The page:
The Playgoer: REVIEWS: "Germans in Paris", "Billboard"

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Wednesday, January 24, 2007

REVIEWS: "Germans in Paris", "Billboard"

A double whammy for me today in print.

Two Off-Off reviews: "The Germans in Paris" in the Voice and "Billboard" in Time Out.

Can I recommend either of them? Alas, not really.

"Germans in Paris" is the more interesting and better written. But the Voice unfortunately, for space reasons, cut an important piece of info. So let me exploit my own space here to amend.

The playwright, Jonathan Leaf has gained some interest as a rare example of that breed, the living conservative playwright. (A brief profile of him appeared in last summer's Time Out spread on downtown playwrights.) Having called before for as much ideological diversity in our theatres as well as other kinds, I want to make clear that my problem with "Germans in Paris" is not tied to the author's moonlighting credits at the Weekly Standard and National Review. But I do think knowing that helps inform a reading of the politics of the play. And I do think a play's politics are fair game engaging with as a critic if you differ with them.

Just as we are sometimes inclined overlook a play's dramaturgical flaws if it agrees with our politics, I also think we are entitled to weigh our response to a play's argument against other literary virtues. That this entails a critic being open about his or her own politics goes without saying.

Also, in my Voice review I also refrained from making an obvious comparison that is still worth making--that is, to Stoppard's "Coast of Utopia." The parallels, though, are not as simple as famous dead white males in tail coats spouting philosophy in exile. The connection is a similarly classically conservative, and skeptical, weltanschauung. For Leaf, Heinrich Heine is a figure very similar to Stoppard's Alexander Herzen--a stoic, disillusioned pragmatist resisting the tide of violent and (in their eyes) unfeeling change. That classic conservative rallying cry (William F Buckley, I think?) of standing athwart the world and yelling "stop!" applies equally to both plays.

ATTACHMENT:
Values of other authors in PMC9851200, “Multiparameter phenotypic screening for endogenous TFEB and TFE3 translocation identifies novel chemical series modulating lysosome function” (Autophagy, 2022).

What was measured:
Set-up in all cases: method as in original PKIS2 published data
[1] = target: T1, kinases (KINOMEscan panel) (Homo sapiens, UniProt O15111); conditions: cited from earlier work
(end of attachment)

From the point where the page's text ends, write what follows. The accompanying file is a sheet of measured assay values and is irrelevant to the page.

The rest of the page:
And it is aspect of conservatism that is refreshing in both plays, frankly. It's just hard in short-form criticism to express a more complex ambivalence of resepct vs disagreement.

One last point--I would probably be much more welcome to a play by Leaf about today instead of "Old Europe." One problem with Germans in Paris is that it's not provocative enough. I sense that most in the audience received it as pretty safe Masterpiece Theatre stuff, especially in the present unimaginative production. But next time he writes a play about the current day, even skewering liberals like me, I'm there!

(Anyone see Leaf's The Caterers?)


Anonymous said...

Playgoer says, "I do think a play's politics are fair game..." So does Playgoer-Reader, i.e, so do I. Really, we ought to feel free to address anything a play contains, concerns itself with, refers to, or even reminds us of. Andrew Sarris frequently addresses sociological and political matters in his film reviews (in The New York Observer) and as best I recall he never bothers to claim that he has a right to do so--he just does it.

Anonymous said...


Thanks for taking the time to come and see my play and to expand upon your reactions as you have here. I would like to buy you a cup of coffee and chat. My email address is


Jonathan Leaf